What is a savings account?
A savings account is a type of bank account that accumulates interest. Unlike checking accounts, most savings accounts don’t include checks for accessing the funds and limit the number of withdrawals from them. Although useful as a rainy-day fund, savings account interest rates are pretty tiny and don’t lend themselves to serious investing.
You can open a savings account with your bank or credit union, usually with a minimum deposit. The amount of interest account holders can expect to earn depends on the terms set by the institution.
Depositing money works the same way as a checking account. Just indicate how much you want to deposit and direct the funds toward the savings account instead.
Although you’re allowed by law to make just six transactions per month, with some exceptions for in-person transactions, that still makes savings accounts easier to access than other investment instruments like CDs and money markets. However, the trade-off is a much smaller interest rate.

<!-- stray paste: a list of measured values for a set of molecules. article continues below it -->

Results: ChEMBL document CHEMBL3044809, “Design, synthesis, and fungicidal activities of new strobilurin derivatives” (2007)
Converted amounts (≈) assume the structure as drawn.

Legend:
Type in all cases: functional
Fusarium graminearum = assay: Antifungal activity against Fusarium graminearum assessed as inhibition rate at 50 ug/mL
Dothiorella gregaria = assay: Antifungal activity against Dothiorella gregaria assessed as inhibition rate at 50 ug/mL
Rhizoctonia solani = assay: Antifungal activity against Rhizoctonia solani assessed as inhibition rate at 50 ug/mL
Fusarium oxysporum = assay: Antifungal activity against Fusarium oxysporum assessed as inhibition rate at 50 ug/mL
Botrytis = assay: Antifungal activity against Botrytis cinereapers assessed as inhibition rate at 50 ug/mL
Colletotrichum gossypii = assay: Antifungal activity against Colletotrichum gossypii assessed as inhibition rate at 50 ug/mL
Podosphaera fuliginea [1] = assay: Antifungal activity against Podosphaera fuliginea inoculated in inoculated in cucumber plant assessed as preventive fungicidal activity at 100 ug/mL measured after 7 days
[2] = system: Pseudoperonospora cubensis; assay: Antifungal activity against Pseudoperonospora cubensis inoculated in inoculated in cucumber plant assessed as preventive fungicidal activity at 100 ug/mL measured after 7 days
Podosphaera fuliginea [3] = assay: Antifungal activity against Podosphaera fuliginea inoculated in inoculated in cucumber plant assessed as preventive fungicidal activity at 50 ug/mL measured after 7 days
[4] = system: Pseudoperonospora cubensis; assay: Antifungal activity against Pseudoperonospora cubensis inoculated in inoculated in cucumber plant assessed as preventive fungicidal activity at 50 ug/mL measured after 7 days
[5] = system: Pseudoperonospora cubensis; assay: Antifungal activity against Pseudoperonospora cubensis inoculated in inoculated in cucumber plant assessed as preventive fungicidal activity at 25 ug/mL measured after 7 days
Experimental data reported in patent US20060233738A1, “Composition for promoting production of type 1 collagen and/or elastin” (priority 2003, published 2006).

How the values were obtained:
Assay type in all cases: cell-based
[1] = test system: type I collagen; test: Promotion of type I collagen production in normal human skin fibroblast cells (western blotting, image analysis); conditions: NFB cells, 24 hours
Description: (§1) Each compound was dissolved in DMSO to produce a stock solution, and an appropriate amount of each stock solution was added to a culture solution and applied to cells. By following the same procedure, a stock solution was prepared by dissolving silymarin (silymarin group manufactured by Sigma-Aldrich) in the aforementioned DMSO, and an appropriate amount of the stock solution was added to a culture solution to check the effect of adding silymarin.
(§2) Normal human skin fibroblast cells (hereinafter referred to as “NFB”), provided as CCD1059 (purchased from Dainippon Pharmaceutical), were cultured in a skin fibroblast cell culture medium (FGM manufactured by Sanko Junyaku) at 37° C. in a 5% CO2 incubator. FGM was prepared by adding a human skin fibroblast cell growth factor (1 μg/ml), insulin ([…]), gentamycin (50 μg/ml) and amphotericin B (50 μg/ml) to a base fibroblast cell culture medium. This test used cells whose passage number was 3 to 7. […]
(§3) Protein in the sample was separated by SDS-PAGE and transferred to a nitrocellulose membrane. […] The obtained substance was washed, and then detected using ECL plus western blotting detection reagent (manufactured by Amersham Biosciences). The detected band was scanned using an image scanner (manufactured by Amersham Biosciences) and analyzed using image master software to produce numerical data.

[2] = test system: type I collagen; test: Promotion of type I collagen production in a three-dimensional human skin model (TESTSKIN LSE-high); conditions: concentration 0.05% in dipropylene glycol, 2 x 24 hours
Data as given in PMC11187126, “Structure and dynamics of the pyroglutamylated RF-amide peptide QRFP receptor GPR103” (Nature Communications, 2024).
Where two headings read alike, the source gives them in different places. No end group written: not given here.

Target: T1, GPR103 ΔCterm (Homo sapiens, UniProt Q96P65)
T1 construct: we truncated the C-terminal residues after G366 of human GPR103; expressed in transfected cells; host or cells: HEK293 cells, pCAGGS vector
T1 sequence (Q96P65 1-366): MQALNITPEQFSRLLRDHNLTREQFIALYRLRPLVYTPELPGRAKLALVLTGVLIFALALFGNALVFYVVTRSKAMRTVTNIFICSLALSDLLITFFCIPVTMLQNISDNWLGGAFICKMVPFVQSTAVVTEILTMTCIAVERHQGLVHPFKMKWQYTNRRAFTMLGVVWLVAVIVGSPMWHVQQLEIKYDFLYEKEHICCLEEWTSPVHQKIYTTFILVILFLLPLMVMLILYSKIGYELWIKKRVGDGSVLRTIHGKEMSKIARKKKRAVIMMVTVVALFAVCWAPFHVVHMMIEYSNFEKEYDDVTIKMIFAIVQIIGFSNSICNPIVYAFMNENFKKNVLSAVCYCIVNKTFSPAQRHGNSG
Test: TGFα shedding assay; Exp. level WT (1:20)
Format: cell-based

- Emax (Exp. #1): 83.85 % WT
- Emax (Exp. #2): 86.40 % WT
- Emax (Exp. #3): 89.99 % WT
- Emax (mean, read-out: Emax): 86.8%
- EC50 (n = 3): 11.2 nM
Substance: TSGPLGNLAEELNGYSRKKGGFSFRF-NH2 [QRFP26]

Some savings accounts do have monthly maintenance fees, but most don’t. There may be fees if you draw on the account over the six-transaction limit, and some banks even require a notice in advance of withdrawal. Both checking and savings accounts are insured by the Federal Deposit Insurance Corporation (FDIC).
Ready to start your own? Bankrate can help you choose the right savings account for you.
Savings account example
Ansel wants to save some money toward a new camera. He knows he has a lot of options for investing his money, but he wants to be able to access it easily if there happens to be a camera sale. He decides to invest $1,000 in a savings account. The interest rate is low, but he makes a small deposit every month. By the time camera prices come down he has enough to afford one.